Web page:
Essential travel between Singapore and Japan could start in September
Talks ongoing to set up two tracks to allow essential travel
Essential travel for expatriates and businessmen between Singapore and Japan could resume next month, as both countries agree to ease restrictions currently in place to combat the spread of Covid-19.
The two countries are in talks to set up two tracks that will allow cross-border travel, said a joint release by Minister for Foreign Affairs Vivian Balakrishnan and his visiting Japanese counterpart Toshimitsu Motegi yesterday.
The first track, called a "residence track", will provide for a special quota of cross-border travel by work pass holders with the necessary public health safeguards - including a 14-day stay-home notice upon arrival in the respective countries.
The ministers welcomed ongoing negotiations on the setting up of this track as early as next month.
The second track is a reciprocal green lane - otherwise known as a "business track" - where short-term business travellers will be subject to a controlled itinerary for the first 14 days, with the necessary public health safeguards.
The ministers agreed on major points of this track, and tasked officials to finalise the agreement by early next month.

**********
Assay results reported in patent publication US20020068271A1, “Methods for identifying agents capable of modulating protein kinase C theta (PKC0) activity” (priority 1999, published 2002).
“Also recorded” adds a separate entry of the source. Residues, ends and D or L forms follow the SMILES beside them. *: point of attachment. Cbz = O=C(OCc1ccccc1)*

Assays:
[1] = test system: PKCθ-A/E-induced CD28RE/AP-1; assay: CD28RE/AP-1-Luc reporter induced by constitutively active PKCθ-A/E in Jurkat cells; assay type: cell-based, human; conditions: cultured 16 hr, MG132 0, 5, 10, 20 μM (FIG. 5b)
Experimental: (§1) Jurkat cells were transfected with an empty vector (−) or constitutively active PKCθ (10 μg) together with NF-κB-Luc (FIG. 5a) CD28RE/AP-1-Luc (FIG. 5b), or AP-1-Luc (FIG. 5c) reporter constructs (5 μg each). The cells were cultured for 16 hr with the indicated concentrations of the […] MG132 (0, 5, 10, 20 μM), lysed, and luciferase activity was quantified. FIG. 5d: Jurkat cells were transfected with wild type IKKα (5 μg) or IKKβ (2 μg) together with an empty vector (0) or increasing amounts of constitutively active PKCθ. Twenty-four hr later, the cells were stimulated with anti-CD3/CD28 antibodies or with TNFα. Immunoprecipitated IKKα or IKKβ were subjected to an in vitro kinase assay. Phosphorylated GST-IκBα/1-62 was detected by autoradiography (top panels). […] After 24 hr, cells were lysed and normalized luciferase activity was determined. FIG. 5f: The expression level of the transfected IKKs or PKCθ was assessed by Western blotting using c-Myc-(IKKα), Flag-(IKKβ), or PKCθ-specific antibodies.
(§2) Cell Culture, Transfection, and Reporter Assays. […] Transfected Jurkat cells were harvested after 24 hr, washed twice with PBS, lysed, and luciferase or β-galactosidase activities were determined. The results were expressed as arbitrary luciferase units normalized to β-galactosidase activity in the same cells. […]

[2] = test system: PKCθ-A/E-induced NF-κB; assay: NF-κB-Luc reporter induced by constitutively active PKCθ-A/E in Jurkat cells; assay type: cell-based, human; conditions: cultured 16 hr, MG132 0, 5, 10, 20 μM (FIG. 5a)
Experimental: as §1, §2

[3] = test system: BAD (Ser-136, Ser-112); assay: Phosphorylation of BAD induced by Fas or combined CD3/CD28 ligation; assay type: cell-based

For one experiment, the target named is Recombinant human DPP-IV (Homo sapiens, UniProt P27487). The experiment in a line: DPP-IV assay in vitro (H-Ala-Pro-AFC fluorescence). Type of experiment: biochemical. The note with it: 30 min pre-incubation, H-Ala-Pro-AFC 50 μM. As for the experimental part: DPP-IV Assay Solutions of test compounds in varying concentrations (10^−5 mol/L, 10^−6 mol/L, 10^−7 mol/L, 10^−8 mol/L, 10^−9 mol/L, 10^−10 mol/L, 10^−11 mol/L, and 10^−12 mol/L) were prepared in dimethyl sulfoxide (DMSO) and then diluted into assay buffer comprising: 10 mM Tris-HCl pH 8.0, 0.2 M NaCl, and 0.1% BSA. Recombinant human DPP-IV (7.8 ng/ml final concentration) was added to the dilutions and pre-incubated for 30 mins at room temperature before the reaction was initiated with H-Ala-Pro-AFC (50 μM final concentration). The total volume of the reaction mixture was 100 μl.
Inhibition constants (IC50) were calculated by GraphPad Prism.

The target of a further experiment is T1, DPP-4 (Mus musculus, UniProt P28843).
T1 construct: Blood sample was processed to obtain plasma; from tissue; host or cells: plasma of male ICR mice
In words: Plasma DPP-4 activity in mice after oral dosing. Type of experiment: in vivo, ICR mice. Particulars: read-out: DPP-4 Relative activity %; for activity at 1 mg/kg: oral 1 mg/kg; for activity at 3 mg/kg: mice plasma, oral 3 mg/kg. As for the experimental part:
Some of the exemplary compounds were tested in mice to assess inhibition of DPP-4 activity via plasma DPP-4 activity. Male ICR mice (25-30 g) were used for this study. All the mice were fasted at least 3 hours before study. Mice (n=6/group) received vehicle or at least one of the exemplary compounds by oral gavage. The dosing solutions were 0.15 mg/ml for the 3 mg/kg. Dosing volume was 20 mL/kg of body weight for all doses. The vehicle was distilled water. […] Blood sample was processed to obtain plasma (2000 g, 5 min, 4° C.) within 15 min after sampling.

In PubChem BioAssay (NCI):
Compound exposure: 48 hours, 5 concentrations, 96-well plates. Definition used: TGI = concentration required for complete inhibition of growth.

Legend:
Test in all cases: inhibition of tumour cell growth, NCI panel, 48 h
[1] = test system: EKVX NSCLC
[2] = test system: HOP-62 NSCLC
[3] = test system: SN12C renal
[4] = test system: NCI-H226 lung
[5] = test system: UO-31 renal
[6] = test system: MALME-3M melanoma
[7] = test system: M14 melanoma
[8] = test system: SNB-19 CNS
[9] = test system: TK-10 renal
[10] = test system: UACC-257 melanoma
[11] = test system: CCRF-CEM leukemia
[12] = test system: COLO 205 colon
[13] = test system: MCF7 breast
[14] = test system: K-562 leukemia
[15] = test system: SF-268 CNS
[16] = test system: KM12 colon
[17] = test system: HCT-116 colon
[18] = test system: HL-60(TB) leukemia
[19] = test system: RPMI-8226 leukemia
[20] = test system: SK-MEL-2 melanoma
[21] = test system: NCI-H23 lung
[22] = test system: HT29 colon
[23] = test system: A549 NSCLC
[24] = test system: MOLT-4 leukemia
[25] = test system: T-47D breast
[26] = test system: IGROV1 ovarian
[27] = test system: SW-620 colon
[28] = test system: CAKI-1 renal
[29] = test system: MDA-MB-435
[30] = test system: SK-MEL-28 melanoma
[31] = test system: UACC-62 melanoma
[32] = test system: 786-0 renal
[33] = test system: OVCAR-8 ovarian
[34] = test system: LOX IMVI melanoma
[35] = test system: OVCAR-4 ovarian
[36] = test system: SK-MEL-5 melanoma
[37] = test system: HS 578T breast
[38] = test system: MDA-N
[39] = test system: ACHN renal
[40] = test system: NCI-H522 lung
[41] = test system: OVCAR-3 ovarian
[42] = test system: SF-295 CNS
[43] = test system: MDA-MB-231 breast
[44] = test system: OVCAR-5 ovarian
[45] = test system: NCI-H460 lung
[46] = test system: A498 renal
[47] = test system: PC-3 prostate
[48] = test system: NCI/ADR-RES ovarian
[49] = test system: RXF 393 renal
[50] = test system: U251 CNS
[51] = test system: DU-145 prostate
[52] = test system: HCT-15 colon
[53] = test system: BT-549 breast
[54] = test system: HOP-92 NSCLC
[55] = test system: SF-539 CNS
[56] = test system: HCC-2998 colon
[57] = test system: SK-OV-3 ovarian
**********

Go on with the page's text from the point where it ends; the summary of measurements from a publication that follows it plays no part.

This would make Singapore one of the first countries with which Japan will begin this exchange of business travellers.
Mr Motegi, who is here for an official visit from Aug 12 to 14, called on and was hosted to lunch by Dr Balakrishnan yesterday.
He also paid a courtesy call on Prime Minister Lee Hsien Loong at the Istana.
Mr Lee noted that Mr Motegi is his first foreign visitor since the pandemic led to entry restrictions and border closures, and they had a good discussion on how both sides can do more together.
"We are proceeding cautiously, as Covid-19 is still very much a threat.
"But this will be an important step forward in restoring connectivity between countries, and adjusting to life with Covid-19," said Mr Lee.
Mr Motegi leaves for Malaysia today.
He is also due to visit Papua New Guinea, Cambodia, Laos and Myanmar from Aug 20 to 25.
The Straits Times understands that Mr Motegi has to take a Covid-19 test before leaving and returning to Japan as a countermeasure against the disease.
His entourage is also kept to a bare minimum, and he travels by chartered plane.